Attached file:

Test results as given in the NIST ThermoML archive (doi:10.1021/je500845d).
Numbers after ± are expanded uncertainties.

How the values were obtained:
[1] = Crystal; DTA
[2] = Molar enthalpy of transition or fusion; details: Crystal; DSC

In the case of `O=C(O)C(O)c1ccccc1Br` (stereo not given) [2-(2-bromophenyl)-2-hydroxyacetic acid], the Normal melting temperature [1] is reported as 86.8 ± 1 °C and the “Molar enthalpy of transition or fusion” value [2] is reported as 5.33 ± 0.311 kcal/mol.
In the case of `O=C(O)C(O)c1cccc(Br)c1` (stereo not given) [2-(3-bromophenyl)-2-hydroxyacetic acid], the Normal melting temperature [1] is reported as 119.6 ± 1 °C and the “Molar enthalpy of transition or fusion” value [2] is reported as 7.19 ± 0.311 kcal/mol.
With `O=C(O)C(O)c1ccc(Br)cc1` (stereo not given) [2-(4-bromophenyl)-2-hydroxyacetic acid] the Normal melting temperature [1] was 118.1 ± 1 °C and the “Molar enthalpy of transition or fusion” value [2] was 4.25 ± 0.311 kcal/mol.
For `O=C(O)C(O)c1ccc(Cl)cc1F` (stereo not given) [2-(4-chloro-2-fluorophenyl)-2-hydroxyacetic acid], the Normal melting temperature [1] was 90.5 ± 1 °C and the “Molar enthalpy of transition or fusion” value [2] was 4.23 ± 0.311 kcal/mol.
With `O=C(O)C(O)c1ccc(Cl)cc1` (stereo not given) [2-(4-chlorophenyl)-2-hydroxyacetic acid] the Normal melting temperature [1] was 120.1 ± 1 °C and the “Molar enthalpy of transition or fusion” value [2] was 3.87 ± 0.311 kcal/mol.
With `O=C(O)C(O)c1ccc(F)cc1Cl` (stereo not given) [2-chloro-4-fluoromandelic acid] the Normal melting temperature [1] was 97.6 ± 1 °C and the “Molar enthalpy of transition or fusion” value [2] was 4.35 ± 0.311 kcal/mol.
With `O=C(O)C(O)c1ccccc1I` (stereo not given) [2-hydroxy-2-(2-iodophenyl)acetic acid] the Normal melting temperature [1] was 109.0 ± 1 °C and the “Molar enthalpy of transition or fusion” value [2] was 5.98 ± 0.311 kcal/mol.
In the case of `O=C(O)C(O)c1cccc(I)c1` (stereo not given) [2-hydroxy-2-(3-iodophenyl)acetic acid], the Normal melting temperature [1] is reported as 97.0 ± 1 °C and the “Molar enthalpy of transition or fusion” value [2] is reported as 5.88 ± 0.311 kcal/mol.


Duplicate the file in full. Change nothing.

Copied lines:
Test results as given in the NIST ThermoML archive (doi:10.1021/je500845d).
Numbers after ± are expanded uncertainties.

How the values were obtained:
[1] = Crystal; DTA
[2] = Molar enthalpy of transition or fusion; details: Crystal; DSC

In the case of `O=C(O)C(O)c1ccccc1Br` (stereo not given) [2-(2-bromophenyl)-2-hydroxyacetic acid], the Normal melting temperature [1] is reported as 86.8 ± 1 °C and the “Molar enthalpy of transition or fusion” value [2] is reported as 5.33 ± 0.311 kcal/mol.
In the case of `O=C(O)C(O)c1cccc(Br)c1` (stereo not given) [2-(3-bromophenyl)-2-hydroxyacetic acid], the Normal melting temperature [1] is reported as 119.6 ± 1 °C and the “Molar enthalpy of transition or fusion” value [2] is reported as 7.19 ± 0.311 kcal/mol.
With `O=C(O)C(O)c1ccc(Br)cc1` (stereo not given) [2-(4-bromophenyl)-2-hydroxyacetic acid] the Normal melting temperature [1] was 118.1 ± 1 °C and the “Molar enthalpy of transition or fusion” value [2] was 4.25 ± 0.311 kcal/mol.
For `O=C(O)C(O)c1ccc(Cl)cc1F` (stereo not given) [2-(4-chloro-2-fluorophenyl)-2-hydroxyacetic acid], the Normal melting temperature [1] was 90.5 ± 1 °C and the “Molar enthalpy of transition or fusion” value [2] was 4.23 ± 0.311 kcal/mol.
With `O=C(O)C(O)c1ccc(Cl)cc1` (stereo not given) [2-(4-chlorophenyl)-2-hydroxyacetic acid] the Normal melting temperature [1] was 120.1 ± 1 °C and the “Molar enthalpy of transition or fusion” value [2] was 3.87 ± 0.311 kcal/mol.
With `O=C(O)C(O)c1ccc(F)cc1Cl` (stereo not given) [2-chloro-4-fluoromandelic acid] the Normal melting temperature [1] was 97.6 ± 1 °C and the “Molar enthalpy of transition or fusion” value [2] was 4.35 ± 0.311 kcal/mol.
With `O=C(O)C(O)c1ccccc1I` (stereo not given) [2-hydroxy-2-(2-iodophenyl)acetic acid] the Normal melting temperature [1] was 109.0 ± 1 °C and the “Molar enthalpy of transition or fusion” value [2] was 5.98 ± 0.311 kcal/mol.
In the case of `O=C(O)C(O)c1cccc(I)c1` (stereo not given) [2-hydroxy-2-(3-iodophenyl)acetic acid], the Normal melting temperature [1] is reported as 97.0 ± 1 °C and the “Molar enthalpy of transition or fusion” value [2] is reported as 5.88 ± 0.311 kcal/mol.